Practice makes perfect for Lowestoft crew

THE sights and sounds of the yellow RAF search and rescue helicopter working off the Lowestoft coast this week generated a great deal of interest but this time no one was in trouble as it was the latest in the very worthwile training exercises involving the town's RNLI lifeboat.

There was no emergency out at sea around lunchtime on Tuesday but the joint exercise was an opportunity to practise the professional skills necessary to rescue those in distress in all weather conditions.

Coxswain John Fox said: 'Today we let off an orange smoke at the start of the winching exercise to signal we needed 'help' before we were requested to steer a steady course and speed before winching could commence.

'A helicopter crew member was lowered to our deck, but he first had to let the dangling earthing strop make contact with the sea to discharge the big static electricity build-up within the helicopter.'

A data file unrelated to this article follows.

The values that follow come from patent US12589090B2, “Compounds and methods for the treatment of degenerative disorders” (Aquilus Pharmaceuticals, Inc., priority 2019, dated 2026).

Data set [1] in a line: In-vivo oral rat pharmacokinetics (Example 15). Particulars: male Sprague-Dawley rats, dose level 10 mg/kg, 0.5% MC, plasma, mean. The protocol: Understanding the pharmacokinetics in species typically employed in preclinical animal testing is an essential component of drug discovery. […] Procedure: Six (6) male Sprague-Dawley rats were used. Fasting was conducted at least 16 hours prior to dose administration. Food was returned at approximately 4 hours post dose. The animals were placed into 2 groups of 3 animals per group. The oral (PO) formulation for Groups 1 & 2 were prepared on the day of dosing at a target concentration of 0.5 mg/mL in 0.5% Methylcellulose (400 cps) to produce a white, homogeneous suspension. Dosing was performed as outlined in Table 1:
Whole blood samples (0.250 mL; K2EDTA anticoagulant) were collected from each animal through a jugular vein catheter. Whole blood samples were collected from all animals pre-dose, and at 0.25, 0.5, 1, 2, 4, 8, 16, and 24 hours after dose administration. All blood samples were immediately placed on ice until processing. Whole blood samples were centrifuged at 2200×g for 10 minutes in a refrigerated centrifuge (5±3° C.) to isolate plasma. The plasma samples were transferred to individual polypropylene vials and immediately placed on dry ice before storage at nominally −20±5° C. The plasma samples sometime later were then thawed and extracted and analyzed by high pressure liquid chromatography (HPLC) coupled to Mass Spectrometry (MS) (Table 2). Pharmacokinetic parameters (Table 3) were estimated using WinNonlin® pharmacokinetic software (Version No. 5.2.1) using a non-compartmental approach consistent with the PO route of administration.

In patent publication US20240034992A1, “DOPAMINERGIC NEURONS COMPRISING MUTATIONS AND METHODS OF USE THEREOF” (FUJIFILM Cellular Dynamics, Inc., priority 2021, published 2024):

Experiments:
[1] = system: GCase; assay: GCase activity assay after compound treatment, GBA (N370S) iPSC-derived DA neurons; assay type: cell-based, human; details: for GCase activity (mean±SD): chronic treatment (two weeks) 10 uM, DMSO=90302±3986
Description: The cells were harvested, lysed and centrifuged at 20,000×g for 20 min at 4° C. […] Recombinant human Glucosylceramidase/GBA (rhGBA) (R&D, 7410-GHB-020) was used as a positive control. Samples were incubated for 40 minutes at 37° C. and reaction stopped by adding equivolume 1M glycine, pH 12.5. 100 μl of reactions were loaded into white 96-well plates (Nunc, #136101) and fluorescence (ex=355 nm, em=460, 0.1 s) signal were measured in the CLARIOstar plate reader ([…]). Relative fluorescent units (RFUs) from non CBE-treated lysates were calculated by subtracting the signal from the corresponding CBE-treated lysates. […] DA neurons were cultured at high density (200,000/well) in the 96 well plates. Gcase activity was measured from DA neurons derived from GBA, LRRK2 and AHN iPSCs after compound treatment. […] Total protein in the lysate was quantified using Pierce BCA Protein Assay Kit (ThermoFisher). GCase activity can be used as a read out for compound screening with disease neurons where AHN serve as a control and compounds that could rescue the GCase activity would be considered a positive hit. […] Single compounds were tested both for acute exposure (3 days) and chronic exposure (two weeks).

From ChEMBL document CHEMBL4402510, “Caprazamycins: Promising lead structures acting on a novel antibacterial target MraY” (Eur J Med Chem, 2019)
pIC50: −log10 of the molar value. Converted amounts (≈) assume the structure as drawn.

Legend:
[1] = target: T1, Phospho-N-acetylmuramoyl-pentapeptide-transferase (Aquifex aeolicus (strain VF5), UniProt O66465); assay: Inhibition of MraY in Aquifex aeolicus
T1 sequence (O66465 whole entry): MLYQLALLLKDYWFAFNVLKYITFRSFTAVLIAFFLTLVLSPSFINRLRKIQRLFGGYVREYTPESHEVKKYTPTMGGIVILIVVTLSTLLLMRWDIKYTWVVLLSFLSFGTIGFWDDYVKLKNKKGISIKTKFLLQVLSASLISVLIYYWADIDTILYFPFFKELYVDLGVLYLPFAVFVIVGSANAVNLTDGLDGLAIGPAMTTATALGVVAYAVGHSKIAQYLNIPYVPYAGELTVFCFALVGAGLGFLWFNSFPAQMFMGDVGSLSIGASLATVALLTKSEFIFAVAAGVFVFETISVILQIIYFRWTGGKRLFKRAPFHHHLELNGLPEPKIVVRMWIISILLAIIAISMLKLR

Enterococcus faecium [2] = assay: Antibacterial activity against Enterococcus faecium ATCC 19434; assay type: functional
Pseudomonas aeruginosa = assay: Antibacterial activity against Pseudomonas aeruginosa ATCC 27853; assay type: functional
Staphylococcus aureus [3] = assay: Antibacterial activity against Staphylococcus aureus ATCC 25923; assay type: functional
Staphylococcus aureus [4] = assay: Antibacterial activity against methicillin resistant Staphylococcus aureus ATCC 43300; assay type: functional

The operation requires a lot of skill on board the lifeboat and the helicopter.

'The helicopter winchman has controls to lower and raise the winch cable to adjust for a vessel's movement with the height of the waves – a very skillful job when it is rough,' said Mr Fox.

Several members of the lifeboat crew were winched up into the helicopter and then lowered back on to the Spirit of Lowestoft's deck during the exercise about two miles offshore.

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A maximum of two people per lift can be taken off a boat.

'The exercise was very worthwhile for both ourselves and the RAF, who were training a pilot.

'An important part of our volunteer crew training is to be able to work safely and effectively with the Sea King helicopter as we never know when these skills will be needed for real, such as if we were working a long way offshore and a casualty we had rescued needed to get hospital quickly for treatment,' said Mr Fox.

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